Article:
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Identifier
Created
Classification
Origin
06ROME464
2006-02-15 16:29:00
UNCLASSIFIED
Embassy Rome
Cable title:  

AVIAN INFLUENZA: FAO PRESS CONFERENCE PROVIDES

Tags:   KFLU  EAGR  EAID  CASC  SENV  SOCI  TBIO  NI  IT  GR  BU  UP  AM  AJ  GG  FAO  WHO  IQ  AVIAN  INFLUENZA 
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This record is a partial extract of the original cable. The full text of the original cable is not available.
						UNCLAS ROME 000464 

SIPDIS

STATE FOR IO/EDA, EUR/SE, EUR/WE, NEA/ENA, EA/SEA, OES/IHA
USAID FOR DCHA/OFDA GGOTTLIEB, PMORRIS; GH/KHILL, DCARROLL
AND BZINNER; AFR/MHARVEY, ALOZANO; EGAT A/AA JSMITH;
ANE/ACLEMENTS
USDA FOR OSEC STUMP/PENN/LAMBERT/CAINE, FAS
PETTRIE/HUGHES/CLERKIN, APHIS CLIFFORD/HOFFMAN
GENEVA FOR NKYLOH/USAID
HHS FOR OGHA (STEIGER)
BRUSSELS FOR PLERNER
PARIS FOR GCARNER
USEUCOM FOR ECJ4
VIENNA PASS APHIS
CAIRO PASS APHIS
MILAN PLEASE PASS TO TURIN OFFICE

FROM THE U.S. MISSION TO THE UN AGENCIES IN ROME

E.O. 12958: N/A
TAGS: KFLU EAGR EAID CASC SENV SOCI TBIO NI IT GR BU UP AM AJ GG FAO WHO IQ AVIAN INFLUENZA
SUBJECT: AVIAN INFLUENZA: FAO PRESS CONFERENCE PROVIDES
GLOBAL UPDATE (ON NIGERIA, AZERBAIJAN, IRAQ, AND
ITALY/GREECE)

REF: (A) 05 ROME 3949; (B) 05 ROME 3320; (C) 05 ROME 2979;

(D) 05 ROME 1142; (E) 05 ROME 3976; (F) 06 ROME 0087;
(G) 06 ROME 0000; (H) 06 UNROME 0315; (I) 06 UNROME 0430

UNCLAS ROME 000464

SIPDIS

STATE FOR IO/EDA, EUR/SE, EUR/WE, NEA/ENA, EA/SEA, OES/IHA
USAID FOR DCHA/OFDA GGOTTLIEB, PMORRIS; GH/KHILL, DCARROLL
AND BZINNER; AFR/MHARVEY, ALOZANO; EGAT A/AA JSMITH;
ANE/ACLEMENTS
USDA FOR OSEC STUMP/PENN/LAMBERT/CAINE, FAS
PETTRIE/HUGHES/CLERKIN, APHIS CLIFFORD/HOFFMAN
GENEVA FOR NKYLOH/USAID
HHS FOR OGHA (STEIGER)
BRUSSELS FOR PLERNER
PARIS FOR GCARNER
USEUCOM FOR ECJ4
VIENNA PASS APHIS
CAIRO PASS APHIS
MILAN PLEASE PASS TO TURIN OFFICE

FROM THE U.S. MISSION TO THE UN AGENCIES IN ROME

E.O. 12958: N/A
TAGS: KFLU EAGR EAID CASC SENV SOCI TBIO NI IT GR BU UP AM AJ GG FAO WHO IQ AVIAN INFLUENZA
SUBJECT: AVIAN INFLUENZA: FAO PRESS CONFERENCE PROVIDES
GLOBAL UPDATE (ON NIGERIA, AZERBAIJAN, IRAQ, AND
ITALY/GREECE)

REF: (A) 05 ROME 3949; (B) 05 ROME 3320; (C) 05 ROME 2979;

(D) 05 ROME 1142; (E) 05 ROME 3976; (F) 06 ROME 0087;
(G) 06 ROME 0000; (H) 06 UNROME 0315; (I) 06 UNROME 0430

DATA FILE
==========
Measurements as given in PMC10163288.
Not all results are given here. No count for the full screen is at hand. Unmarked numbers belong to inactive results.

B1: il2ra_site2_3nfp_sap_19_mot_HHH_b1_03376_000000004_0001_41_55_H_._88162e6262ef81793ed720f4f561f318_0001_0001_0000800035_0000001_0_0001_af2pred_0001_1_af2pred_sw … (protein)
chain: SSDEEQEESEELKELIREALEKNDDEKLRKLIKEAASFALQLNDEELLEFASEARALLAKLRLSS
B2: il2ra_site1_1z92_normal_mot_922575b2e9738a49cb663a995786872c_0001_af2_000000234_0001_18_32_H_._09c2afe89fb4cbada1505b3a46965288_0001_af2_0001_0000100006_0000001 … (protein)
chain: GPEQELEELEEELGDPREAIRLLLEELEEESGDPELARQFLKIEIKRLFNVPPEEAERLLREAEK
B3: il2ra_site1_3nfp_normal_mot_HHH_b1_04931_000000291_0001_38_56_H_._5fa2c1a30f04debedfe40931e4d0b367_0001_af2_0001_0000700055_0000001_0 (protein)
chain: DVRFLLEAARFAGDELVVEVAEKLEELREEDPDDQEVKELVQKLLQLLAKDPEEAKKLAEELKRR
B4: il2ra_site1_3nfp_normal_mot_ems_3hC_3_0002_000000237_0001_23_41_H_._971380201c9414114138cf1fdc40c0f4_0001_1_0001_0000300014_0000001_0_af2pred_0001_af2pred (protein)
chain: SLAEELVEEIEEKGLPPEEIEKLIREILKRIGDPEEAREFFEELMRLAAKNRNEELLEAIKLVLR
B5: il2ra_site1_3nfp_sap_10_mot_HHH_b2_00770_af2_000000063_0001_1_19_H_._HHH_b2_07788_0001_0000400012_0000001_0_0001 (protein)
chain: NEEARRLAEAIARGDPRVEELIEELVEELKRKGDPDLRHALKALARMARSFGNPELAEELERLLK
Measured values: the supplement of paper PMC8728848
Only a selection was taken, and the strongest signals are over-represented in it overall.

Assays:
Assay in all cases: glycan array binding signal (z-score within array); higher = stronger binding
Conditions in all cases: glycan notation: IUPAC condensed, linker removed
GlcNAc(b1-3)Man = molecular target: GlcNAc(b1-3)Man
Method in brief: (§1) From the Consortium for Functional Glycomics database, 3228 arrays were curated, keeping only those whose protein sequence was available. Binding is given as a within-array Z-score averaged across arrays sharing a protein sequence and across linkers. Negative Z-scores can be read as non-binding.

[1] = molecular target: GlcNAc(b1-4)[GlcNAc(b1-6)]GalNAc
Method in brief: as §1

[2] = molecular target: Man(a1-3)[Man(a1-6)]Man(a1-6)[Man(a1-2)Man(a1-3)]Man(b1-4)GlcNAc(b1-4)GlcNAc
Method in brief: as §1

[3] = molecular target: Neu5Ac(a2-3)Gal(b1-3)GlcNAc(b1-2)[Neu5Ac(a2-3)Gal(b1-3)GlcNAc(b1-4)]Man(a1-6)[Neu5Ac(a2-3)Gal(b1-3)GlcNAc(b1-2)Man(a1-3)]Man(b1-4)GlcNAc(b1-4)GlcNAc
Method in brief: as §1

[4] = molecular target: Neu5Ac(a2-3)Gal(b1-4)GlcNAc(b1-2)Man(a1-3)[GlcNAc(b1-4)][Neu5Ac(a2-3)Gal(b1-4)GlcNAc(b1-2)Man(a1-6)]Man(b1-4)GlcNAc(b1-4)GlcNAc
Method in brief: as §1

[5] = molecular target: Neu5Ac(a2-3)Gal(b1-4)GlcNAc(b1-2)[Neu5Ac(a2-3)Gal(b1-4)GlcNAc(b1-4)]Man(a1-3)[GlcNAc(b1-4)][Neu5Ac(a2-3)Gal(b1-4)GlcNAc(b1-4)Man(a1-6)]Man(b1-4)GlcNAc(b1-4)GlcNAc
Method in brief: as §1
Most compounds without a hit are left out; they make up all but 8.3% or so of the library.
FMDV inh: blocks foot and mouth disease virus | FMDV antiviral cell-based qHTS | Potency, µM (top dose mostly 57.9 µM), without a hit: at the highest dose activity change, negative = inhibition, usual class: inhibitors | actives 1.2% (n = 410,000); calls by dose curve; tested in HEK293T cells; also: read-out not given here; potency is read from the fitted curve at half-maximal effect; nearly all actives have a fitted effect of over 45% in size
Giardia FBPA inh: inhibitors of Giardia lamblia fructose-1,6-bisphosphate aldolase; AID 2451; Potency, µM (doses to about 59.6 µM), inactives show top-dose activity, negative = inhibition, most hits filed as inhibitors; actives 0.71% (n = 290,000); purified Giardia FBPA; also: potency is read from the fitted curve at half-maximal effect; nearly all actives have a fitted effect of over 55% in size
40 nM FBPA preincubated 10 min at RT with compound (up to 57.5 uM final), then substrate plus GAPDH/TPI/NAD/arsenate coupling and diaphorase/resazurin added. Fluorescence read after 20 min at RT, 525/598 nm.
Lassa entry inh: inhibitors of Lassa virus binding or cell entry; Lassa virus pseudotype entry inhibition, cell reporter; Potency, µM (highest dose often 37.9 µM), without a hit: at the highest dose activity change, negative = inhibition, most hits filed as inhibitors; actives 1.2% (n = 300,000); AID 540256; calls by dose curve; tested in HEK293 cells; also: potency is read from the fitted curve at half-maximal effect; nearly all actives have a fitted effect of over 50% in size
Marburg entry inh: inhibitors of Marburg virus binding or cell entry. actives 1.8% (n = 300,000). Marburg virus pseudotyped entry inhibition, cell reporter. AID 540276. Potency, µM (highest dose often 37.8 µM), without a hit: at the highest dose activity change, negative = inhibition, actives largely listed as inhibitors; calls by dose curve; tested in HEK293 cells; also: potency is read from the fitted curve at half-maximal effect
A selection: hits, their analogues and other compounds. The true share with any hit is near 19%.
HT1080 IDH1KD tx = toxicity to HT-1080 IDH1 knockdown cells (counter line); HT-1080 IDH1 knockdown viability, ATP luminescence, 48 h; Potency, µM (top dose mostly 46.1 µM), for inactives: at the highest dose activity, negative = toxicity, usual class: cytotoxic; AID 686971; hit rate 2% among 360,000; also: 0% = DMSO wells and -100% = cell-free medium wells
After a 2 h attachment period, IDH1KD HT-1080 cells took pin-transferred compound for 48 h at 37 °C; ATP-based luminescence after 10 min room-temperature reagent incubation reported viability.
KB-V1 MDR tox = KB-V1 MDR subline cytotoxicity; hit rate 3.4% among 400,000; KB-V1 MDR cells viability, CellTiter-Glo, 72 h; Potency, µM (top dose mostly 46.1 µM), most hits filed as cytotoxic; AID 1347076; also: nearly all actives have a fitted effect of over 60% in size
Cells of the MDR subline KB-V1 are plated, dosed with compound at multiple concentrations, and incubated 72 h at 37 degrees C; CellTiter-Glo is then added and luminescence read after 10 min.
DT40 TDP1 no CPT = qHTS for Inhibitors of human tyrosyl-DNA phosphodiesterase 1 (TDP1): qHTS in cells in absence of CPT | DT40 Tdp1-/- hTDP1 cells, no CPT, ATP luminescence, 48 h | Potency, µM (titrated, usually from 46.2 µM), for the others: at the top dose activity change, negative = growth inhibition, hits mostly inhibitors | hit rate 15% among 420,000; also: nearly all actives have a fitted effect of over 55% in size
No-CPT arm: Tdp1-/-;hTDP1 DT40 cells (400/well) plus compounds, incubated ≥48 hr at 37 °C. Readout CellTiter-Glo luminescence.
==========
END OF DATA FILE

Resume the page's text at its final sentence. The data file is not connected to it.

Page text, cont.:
1. On February 14, FAO held a press conference to provide
a global update on Avian Influenza. Areas highlighted were
Nigeria, Azerbaijan, Iraq, Europe in general (with a
primary focus on Italy), and future preparations for Latin
America/Caribbean. Samuel Jutzi, Director of FAO's Animal
Production and Health Division, and Juan Lubroth, FAO
Senior Veterinary Officer/Infectious Diseases, were joined
by Romano Marabelli, Chief Veterinary Officer (CVO) for the
Government of Italy. FAO officials commended Italy for
taking extremely effective and rapid control measures and
noted that there is no reason to panic in Europe at
present, as European poultry is safe for consumption and
the region is well prepared. Other remarks follow:


2. Nigeria: Jutzi opened by stating that FAO CVO Joseph
Domenech, who was in Chad, was expected to travel to
Nigeria on February 15 to assist the international

assessment team already in place (reftel 06 UN ROME 0430).
He also noted that the Highly Pathogenic Avian Influenza
(HPAI) is widely circulating in Nigerian commercial and
rural poultry farms. Lubroth stated that Nigeria, followed
by Iraq and Azerbajian, is one of the most problematic
areas presently. The Government of Nigeria, which had the
foresight in November 2005 to set up an Avian Influenza
presidential/ministerial level task force comprised of
eight teams of veterinarians, epidemiologists and other
specialists, is currently restricting the movement of
poultry out of Kaduna and Kano states. When asked by a
journalist why it took FAO so long to identify the H5N1
virus in Nigeria, Lubroth responded that, initially,
experts believed they were dealing with Newcastle Disease
(NCD) and HPAI was suspected only when commercial farmers
reported the deaths of 40,000 chickens in early February.
Jutzi also interjected that, even if FAO knows the virus is
circulating, the organization cannot publicly reveal the
information before the government formally acknowledges the
virus' presence by reporting it to the World Organisation
for Animal Health (OIE).


3. When questioned whether there are suspected cases in
other African countries, Lubroth responded that FAO tracks
rumors on large animal die offs, and there are quite a few
rumors FAO is tracking right now in Africa and around the
world. However, it would be irresponsible of FAO to give
out a list of countries before tests confirm suspicions and
rule out whether animals died as a result of or were culled
for a number of other diseases.


4. Azerbaijan: Lubroth stated that the FAO/OIE reference
laboratory in Weybridge, United Kingdom, confirmed H5N1 in
samples sent from the Baku area where nearly 200,000
migrating birds spend their winter. It is believed that
the wild birds congregating around the Caspian Sea are
responsible for spreading the virus to the Caucasus and
Balkans.


5. Iraq: Lubroth stated that five districts in the north